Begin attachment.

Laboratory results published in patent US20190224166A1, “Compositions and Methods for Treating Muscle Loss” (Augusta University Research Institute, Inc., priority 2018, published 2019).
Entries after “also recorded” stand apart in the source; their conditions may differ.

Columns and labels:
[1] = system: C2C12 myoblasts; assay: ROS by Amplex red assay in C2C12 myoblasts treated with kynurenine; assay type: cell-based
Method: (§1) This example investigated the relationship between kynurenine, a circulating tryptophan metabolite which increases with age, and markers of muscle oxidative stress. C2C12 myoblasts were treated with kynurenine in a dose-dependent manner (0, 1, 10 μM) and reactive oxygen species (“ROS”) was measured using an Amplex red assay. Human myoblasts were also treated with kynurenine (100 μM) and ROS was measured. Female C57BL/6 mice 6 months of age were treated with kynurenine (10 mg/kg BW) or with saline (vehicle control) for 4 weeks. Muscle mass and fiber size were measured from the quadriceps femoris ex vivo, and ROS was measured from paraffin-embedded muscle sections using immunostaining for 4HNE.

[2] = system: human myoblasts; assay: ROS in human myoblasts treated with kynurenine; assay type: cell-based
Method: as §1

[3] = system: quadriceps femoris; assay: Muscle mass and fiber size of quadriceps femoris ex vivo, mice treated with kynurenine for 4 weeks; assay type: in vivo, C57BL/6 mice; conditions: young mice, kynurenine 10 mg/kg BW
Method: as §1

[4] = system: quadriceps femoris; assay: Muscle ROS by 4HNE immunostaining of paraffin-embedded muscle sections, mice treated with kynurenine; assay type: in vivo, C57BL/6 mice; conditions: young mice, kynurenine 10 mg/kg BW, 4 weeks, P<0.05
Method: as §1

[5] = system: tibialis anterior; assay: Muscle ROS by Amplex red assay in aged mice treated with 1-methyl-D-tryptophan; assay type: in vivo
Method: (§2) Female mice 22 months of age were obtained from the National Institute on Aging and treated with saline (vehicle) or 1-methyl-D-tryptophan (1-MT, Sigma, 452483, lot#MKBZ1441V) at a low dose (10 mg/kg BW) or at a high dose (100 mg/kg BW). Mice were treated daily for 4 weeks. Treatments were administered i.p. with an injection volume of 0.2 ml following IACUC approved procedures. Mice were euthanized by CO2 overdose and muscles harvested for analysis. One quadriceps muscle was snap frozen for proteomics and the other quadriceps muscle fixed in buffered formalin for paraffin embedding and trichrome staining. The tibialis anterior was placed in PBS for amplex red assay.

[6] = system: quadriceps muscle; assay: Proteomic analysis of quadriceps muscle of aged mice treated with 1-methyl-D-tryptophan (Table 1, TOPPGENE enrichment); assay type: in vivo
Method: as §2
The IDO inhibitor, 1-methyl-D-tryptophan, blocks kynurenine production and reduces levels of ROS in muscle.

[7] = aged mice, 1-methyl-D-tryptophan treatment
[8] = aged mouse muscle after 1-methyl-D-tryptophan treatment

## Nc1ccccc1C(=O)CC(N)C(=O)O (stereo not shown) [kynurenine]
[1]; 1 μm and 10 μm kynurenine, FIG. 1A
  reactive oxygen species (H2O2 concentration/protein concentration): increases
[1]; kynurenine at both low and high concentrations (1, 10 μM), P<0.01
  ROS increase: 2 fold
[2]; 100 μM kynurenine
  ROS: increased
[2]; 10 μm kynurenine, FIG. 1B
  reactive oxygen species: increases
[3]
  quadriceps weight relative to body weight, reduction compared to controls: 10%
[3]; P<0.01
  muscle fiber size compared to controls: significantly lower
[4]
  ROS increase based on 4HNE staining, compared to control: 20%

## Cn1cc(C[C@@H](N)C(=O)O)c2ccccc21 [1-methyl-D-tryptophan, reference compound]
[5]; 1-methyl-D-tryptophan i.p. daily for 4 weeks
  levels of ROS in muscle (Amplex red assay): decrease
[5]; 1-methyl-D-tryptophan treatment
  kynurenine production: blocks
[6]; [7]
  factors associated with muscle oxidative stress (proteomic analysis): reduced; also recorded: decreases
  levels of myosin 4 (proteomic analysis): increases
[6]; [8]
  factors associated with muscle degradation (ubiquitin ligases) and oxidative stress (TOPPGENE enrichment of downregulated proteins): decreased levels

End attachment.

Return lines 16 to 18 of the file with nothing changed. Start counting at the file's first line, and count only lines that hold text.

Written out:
The IDO inhibitor, 1-methyl-D-tryptophan, blocks kynurenine production and reduces levels of ROS in muscle.

[7] = aged mice, 1-methyl-D-tryptophan treatment
[8] = aged mouse muscle after 1-methyl-D-tryptophan treatment